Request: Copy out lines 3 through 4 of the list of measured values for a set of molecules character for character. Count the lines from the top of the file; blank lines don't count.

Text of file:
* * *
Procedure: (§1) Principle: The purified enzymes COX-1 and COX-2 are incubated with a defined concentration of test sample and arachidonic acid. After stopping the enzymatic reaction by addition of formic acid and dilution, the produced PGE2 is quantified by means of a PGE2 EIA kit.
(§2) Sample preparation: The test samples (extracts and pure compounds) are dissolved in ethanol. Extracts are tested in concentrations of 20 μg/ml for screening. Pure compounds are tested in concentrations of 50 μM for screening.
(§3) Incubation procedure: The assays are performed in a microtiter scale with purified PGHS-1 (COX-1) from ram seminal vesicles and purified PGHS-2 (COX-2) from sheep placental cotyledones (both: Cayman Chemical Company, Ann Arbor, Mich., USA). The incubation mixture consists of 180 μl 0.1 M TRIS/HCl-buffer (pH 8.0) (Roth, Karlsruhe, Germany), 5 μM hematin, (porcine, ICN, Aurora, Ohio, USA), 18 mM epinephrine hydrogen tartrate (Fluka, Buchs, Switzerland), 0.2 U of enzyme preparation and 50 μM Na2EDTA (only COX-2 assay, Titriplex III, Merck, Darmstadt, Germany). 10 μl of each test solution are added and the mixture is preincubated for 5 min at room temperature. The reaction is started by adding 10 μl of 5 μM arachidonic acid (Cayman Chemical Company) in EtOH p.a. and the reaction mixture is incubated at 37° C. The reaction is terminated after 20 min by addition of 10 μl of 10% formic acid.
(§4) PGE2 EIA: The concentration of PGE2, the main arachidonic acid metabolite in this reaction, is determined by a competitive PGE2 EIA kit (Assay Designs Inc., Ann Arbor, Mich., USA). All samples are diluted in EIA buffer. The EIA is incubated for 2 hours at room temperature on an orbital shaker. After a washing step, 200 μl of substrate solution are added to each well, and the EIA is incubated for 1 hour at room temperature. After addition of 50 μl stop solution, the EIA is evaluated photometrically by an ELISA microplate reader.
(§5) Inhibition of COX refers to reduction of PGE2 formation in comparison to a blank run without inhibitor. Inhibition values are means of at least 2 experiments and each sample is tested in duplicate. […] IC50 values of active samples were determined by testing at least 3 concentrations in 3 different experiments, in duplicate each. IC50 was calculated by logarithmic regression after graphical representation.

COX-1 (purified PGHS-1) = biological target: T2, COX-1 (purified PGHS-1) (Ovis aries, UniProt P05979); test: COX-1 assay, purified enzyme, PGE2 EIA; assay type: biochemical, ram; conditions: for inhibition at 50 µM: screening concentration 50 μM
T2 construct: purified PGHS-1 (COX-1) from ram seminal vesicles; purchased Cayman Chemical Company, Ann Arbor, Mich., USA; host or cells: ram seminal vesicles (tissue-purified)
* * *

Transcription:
(§3) Incubation procedure: The assays are performed in a microtiter scale with purified PGHS-1 (COX-1) from ram seminal vesicles and purified PGHS-2 (COX-2) from sheep placental cotyledones (both: Cayman Chemical Company, Ann Arbor, Mich., USA). The incubation mixture consists of 180 μl 0.1 M TRIS/HCl-buffer (pH 8.0) (Roth, Karlsruhe, Germany), 5 μM hematin, (porcine, ICN, Aurora, Ohio, USA), 18 mM epinephrine hydrogen tartrate (Fluka, Buchs, Switzerland), 0.2 U of enzyme preparation and 50 μM Na2EDTA (only COX-2 assay, Titriplex III, Merck, Darmstadt, Germany). 10 μl of each test solution are added and the mixture is preincubated for 5 min at room temperature. The reaction is started by adding 10 μl of 5 μM arachidonic acid (Cayman Chemical Company) in EtOH p.a. and the reaction mixture is incubated at 37° C. The reaction is terminated after 20 min by addition of 10 μl of 10% formic acid.
(§4) PGE2 EIA: The concentration of PGE2, the main arachidonic acid metabolite in this reaction, is determined by a competitive PGE2 EIA kit (Assay Designs Inc., Ann Arbor, Mich., USA). All samples are diluted in EIA buffer. The EIA is incubated for 2 hours at room temperature on an orbital shaker. After a washing step, 200 μl of substrate solution are added to each well, and the EIA is incubated for 1 hour at room temperature. After addition of 50 μl stop solution, the EIA is evaluated photometrically by an ELISA microplate reader.